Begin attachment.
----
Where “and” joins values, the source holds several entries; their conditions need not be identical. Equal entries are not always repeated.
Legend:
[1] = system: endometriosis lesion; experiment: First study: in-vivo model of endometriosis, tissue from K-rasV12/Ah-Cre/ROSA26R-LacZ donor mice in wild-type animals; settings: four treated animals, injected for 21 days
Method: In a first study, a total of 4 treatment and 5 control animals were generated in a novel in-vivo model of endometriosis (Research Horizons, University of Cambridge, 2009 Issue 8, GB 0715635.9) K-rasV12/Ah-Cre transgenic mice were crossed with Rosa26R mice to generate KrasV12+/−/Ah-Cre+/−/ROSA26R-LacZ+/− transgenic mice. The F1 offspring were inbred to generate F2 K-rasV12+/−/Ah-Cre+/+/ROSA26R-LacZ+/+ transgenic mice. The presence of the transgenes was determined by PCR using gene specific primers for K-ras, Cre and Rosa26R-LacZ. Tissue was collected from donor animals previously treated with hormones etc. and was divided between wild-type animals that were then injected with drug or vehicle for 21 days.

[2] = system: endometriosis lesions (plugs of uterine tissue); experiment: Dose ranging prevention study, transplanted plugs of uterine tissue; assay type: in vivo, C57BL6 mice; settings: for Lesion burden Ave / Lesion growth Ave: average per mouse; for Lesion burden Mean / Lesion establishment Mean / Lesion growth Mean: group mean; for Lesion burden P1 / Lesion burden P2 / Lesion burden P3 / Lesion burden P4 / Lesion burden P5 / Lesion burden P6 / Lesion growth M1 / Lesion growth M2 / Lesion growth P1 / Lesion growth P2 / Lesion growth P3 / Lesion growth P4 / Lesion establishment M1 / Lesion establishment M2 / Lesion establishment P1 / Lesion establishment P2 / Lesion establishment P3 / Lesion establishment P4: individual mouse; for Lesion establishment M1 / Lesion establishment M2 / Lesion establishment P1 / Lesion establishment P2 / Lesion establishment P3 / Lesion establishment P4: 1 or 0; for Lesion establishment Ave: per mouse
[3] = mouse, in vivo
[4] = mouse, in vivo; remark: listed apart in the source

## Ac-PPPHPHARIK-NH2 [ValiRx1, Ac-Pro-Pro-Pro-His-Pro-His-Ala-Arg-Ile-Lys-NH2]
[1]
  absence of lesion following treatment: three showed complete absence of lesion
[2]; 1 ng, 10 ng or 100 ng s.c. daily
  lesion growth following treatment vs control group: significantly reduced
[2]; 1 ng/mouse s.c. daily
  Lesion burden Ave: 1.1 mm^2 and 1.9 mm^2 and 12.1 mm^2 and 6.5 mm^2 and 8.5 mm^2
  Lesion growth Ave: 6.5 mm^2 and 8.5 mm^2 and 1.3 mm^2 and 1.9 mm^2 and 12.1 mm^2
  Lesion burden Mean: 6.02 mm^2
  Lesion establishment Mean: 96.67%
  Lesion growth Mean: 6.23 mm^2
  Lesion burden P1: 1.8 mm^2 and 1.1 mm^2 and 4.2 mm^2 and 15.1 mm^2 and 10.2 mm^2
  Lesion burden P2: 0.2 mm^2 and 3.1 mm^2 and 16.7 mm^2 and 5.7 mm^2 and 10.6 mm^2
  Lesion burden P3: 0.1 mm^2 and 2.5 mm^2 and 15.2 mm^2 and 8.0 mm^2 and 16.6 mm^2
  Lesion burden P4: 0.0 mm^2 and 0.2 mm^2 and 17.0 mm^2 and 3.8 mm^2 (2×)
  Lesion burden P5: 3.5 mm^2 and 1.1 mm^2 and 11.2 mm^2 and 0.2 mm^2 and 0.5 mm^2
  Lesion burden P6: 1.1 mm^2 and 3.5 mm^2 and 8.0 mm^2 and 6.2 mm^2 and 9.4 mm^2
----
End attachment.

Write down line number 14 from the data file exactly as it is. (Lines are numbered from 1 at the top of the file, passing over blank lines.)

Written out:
  Lesion burden Ave: 1.1 mm^2 and 1.9 mm^2 and 12.1 mm^2 and 6.5 mm^2 and 8.5 mm^2